Shopping for a home loan is like shopping for any other large purchase. You can save money if you take some time to look around for the best price. Different lenders can offer different loan programs, interest rates and loan fees and, as a lower interest rate can make a big difference in how much home you can afford. Most lenders need three to six weeks for the whole loan approval process, so if you have a closing deadline, you will want to make sure your lender can meet it.
Closing costs can add thousands of dollars to the cost of a home, so it'sessential to know what to expect. RESPA stands for Real Estate. Settlement Procedures Act, which requires lenders to disclose information to potential customers throughout the mortgage process. Lending institutions must fully inform borrowers about all closing costs, lender servicing and escrow accounts practices, and business relationships between closing service providers and other parties to the transaction. For more information on RESPA, visit the U.S. Dept. of Housing and Urban Development's Web site and search on the term "RESPA".
Under RESPA, a lender must give you a good faith estimate that lists all fees to be paid before closing, such as loan origination fees, prepaid items such as mortgage interest, escrow items to be deposited, title charges, recording fees, and any miscellaneous settlement charges such as express mail charges, and any escrow costs you will encounter when purchasing a home.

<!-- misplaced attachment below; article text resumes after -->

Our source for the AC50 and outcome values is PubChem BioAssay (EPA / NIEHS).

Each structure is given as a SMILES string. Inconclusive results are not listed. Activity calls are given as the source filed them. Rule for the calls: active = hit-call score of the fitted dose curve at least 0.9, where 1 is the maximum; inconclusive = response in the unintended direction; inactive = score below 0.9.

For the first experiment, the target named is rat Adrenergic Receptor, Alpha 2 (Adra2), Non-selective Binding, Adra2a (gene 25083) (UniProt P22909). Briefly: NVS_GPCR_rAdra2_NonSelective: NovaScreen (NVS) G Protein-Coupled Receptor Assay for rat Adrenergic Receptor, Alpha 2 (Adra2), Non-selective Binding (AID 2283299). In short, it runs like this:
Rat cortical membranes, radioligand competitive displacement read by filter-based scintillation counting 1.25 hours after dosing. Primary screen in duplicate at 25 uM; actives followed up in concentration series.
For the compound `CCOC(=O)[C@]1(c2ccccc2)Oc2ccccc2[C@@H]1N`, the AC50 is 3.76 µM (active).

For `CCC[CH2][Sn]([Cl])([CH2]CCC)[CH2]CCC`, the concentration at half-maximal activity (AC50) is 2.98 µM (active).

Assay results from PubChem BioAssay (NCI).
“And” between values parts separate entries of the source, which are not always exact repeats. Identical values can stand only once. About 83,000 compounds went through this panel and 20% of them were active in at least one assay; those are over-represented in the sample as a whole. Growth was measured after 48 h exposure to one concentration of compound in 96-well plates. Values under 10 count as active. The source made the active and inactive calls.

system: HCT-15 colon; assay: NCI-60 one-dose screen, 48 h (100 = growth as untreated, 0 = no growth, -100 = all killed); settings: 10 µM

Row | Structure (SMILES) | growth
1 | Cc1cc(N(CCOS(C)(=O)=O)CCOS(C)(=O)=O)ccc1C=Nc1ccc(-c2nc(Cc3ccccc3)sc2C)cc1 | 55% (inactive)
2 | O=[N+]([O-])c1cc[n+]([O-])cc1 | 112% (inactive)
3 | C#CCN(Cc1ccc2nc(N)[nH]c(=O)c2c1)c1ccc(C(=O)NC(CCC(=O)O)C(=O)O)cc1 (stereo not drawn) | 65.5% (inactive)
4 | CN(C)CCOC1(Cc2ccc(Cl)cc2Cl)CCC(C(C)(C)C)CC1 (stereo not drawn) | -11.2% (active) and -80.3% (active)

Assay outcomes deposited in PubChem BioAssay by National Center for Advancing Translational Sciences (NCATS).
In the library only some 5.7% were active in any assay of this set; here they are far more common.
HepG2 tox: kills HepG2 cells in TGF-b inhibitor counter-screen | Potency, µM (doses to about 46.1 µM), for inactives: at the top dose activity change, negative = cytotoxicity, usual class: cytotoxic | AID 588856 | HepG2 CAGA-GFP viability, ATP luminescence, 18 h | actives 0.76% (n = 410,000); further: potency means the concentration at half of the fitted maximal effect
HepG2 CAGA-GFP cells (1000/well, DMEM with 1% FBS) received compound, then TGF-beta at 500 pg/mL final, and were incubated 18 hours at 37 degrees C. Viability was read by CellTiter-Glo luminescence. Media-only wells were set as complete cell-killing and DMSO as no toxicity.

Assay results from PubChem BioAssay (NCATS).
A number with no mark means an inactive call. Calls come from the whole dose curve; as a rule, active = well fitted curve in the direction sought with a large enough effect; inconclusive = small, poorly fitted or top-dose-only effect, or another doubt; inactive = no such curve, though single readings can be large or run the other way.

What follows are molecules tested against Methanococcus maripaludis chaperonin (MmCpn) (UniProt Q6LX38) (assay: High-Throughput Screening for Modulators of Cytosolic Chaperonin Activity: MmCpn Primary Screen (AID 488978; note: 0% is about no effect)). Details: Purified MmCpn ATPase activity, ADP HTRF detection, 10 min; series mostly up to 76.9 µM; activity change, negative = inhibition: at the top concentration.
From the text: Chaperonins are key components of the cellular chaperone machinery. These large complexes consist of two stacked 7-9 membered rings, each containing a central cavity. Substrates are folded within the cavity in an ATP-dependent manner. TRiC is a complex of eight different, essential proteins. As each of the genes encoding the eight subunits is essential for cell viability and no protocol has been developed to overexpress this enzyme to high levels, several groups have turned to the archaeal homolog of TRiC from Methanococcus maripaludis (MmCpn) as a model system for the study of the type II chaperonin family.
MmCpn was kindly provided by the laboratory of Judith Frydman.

Another aspect of real estate closings is the creation of a public record of the sale. Any time a piece of real estate is sold, certain records derived as a result of the real estate closings are entered into public record. Transfer of title and deed get recorded at the county clerk's. Usually a "recording fee" is included in closing costs. This is the fee charged by the closing company to record the real estate transfer with the county clerk or registrar. This fee is charged to the closing company by the registrar. You will receive a copy of the public record at closing. Should you need additional copies of these records, you will usually need to pay the county clerk or registrar for them.
Timing on closing can vary widely. Depending on the specific circumstances of the sellers and buyers, as well as the general load on the mortgage and closing companies, it usually takes anywhere from three to eight weeks before closing on a home. In that time, you'll have a home inspection conducted, the mortgage lender will process your application, and the closing company will prepare all the closing documents, including list of the real estate closing costs, which generally cannot be calculated until just before the actual closing. Review all documents for mistakes before signing any closing paperwork.
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